To Distort a Masterpiece

Despite being a student and an enthusiast of both history and literature, I have never quite taken to classic American literature. It has always seemed very dull and lifeless to me There is only one exception that I know of to this rule– Harper Lee’s To Kill a Mockingbird .

I read the book first when I was eleven and over the years, I have re-read it so many times that I have lost count. It never fails to enchant me, which in itself never fails to surprise me, because it has all the makings of a boring book; it is set in the rigidly conservative Alabama of the Depression era and focuses on the brutality of whites towards the blacks. Déjà-vu, right? The subject has been written to death and does not make for an especially enjoyable read. And yet, To Kill a Mockingbird captures your heart through its sheer simplicity, at once transporting you to a different world and keeping your feet firmly rooted in this one. There are no graphic descriptions of violence as there might well have been in a story like this, but the burning sense of injustice is conveyed nonetheless.

Imagine, then, my delight at learning that a movie had been made based on the book, starring Gregory Peck! The reviews were fantastic and I immediately arranged to watch it, secure in the belief that it would live up to its source material. After all, the source material is a highly celebrated and critically-acclaimed book. I assumed the reviewers would be tough on the movie. Unfortunately, it was not so. The movie left me as disappointed as any other big screen adaptation of a good book.

To Kill a Mockingbird (1962) unfolds rather like a play, with very few sets and the same air of simplicity that pervaded the book. The story needs no introduction, but I will provide a brief outline for the uninitiated: the tale is told through the eyes of Jean Louise “Scout” Finch, a six-year-old girl (though, obviously, she grows progressively older) living with her father, Atticus, and brother, Jeremy or Jem Finch, in a typical middle-class neighbourhood in Maycombe County, Alabama. Her mother is dead and Atticus is a lawyer. Scout faces all the usual troubles of her age, such as school, friends, her relationship with her brother, etc. Add to this the little problem that her father is defending Tom Robinson, a black man accused of raping a young white woman; and not only is Atticus fighting for him, but he is fighting to win, something that is quite unacceptable within the narrow-minded confines of the racism of the times.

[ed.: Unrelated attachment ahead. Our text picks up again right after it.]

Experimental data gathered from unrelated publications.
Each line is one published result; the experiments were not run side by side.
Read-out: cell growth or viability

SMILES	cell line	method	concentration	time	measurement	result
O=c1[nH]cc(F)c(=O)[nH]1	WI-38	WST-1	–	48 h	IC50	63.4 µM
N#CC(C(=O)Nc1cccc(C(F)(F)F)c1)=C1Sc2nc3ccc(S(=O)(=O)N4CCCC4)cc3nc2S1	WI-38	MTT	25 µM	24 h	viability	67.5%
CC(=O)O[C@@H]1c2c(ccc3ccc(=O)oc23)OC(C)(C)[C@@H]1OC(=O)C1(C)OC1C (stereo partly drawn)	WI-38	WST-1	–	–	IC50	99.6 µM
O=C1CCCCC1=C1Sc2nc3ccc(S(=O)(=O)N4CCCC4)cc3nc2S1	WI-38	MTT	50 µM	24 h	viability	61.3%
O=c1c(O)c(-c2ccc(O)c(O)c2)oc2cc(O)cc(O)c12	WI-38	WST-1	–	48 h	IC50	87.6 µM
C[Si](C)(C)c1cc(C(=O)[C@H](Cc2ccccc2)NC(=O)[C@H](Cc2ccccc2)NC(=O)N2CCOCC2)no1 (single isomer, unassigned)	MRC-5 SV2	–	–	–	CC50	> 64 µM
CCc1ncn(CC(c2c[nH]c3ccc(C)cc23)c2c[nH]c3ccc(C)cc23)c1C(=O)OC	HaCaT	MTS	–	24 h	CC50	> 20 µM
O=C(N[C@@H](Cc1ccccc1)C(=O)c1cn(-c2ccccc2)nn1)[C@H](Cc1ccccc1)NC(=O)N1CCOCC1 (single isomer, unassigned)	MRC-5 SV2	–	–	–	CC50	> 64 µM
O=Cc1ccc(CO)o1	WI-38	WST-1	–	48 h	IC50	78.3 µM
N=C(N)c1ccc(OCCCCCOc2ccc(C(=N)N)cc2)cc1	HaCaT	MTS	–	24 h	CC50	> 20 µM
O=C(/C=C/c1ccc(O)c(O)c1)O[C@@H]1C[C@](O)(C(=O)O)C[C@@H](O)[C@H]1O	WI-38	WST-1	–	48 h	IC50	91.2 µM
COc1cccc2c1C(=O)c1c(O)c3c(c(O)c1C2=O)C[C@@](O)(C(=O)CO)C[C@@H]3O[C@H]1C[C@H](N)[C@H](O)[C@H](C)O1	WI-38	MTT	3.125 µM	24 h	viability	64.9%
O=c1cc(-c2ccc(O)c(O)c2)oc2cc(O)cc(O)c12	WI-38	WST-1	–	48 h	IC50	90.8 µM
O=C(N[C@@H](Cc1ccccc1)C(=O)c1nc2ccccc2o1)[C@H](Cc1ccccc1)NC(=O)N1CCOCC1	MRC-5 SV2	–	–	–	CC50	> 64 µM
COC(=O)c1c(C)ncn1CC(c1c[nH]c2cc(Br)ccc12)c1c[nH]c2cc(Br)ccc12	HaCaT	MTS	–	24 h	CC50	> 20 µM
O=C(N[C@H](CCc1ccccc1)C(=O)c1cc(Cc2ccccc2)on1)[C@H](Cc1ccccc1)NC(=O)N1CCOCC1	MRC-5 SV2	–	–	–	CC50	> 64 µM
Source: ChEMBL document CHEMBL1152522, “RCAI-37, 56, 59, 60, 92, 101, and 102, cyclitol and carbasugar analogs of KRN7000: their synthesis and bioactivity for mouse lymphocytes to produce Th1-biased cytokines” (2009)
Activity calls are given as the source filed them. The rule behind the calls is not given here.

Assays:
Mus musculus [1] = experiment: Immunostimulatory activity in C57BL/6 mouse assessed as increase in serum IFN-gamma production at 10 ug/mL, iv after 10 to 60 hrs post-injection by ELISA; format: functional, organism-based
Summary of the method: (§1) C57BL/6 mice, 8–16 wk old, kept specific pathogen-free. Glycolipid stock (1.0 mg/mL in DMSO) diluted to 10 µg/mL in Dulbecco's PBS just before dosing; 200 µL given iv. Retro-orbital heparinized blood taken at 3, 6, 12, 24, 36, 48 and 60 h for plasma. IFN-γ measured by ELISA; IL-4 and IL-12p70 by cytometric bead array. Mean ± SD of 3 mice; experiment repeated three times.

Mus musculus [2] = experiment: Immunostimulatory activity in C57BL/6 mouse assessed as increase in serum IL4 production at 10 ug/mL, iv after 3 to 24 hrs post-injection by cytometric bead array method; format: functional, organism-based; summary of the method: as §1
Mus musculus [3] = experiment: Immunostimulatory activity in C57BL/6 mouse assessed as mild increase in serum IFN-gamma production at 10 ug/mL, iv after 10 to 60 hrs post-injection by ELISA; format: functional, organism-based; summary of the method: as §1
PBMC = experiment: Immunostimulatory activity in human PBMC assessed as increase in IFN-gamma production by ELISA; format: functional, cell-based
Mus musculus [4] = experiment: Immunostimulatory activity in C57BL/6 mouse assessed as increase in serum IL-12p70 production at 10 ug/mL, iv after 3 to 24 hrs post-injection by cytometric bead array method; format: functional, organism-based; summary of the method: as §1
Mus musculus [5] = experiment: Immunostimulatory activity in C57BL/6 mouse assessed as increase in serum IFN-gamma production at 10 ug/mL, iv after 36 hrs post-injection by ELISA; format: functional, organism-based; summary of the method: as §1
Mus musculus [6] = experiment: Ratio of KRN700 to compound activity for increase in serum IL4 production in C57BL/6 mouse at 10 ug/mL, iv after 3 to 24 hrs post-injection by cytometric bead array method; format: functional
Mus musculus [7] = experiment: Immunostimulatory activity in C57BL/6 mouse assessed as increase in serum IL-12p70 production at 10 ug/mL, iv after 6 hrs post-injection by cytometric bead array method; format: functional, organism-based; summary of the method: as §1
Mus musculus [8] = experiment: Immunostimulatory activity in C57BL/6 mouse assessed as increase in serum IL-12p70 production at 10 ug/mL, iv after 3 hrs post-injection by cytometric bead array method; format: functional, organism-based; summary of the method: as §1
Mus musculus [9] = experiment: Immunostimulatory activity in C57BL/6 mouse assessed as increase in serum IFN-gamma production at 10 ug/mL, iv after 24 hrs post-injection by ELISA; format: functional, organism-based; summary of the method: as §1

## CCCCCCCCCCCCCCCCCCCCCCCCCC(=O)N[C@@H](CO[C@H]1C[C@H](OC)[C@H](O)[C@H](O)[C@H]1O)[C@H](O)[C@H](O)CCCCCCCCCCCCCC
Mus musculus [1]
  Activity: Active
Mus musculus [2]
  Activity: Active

Newcomers Mary Badham and Philip Alford play the roles of Scout and Jem respectively. They are very cute kids, especially Mary, but they somehow do not manage to portray the innocent yet sensitive characters that we love so much. This is a major flaw in the film, since they are very pivotal in the story, where much of the focus is on their lives.

Gregory Peck, on the other hand, is simply outstanding. Atticus Finch is probably one of the best roles an actor could hope to play – indeed, much of the book’s appeal may be attributed to his character – and Peck does full justice to it. His is an understated, yet powerful, presence. He is that rare thing – a gentleman, a man of honour. While Peck’s Atticus consistently stands up for what is right, he never does it in a self-righteous or overbearing way. He commands respect and admiration and forces the viewer to reflect. Of course, he looks unbelievably good while doing all this, so all we can do is gape in admiration.

Special mention must also be given to Brock Peters, who played Tom Robinson, and Colin Wilcox Paxton, who essayed the role of Mayella Violet Ewell, the victim of the supposed rape. Their performances, though brief, were quite flawless. Paxton, in particular, infused a kind of intensity into her character that made me wonder if she was actually a stage actress (and, lo and behold, she was!).

Nevertheless, despite these brilliant performances, the movie quite fails to match up to the book. Too much is either left out or changed and, as a devoted fan, I regard such alterations in the light of a personal insult. The book is perfect as it is, so no changes are necessary. If they had to be made in order to transfer the story onto the big screen, then it would have been better to discard the idea altogether rather than create a movie that undermines its source material so drastically. Somewhere along the way, the magic of the book is lost. The viewer gets no glimpses of those carefree, idyllic summers or the many fascinating occupants of the neighbourhood or the thousand other tiny little details that make the novel so very alluring. Harper Lee created a world, a different time and place, which Robert Mulligan’s interpretation just doesn’t reach.

It will be a long time before I trust any literary adaptation again. We need some sort of law against these half-baked impersonations, because while it may be a sin to kill a mockingbird, it is also a sin to distort a masterpiece.

Aishwarya Jha


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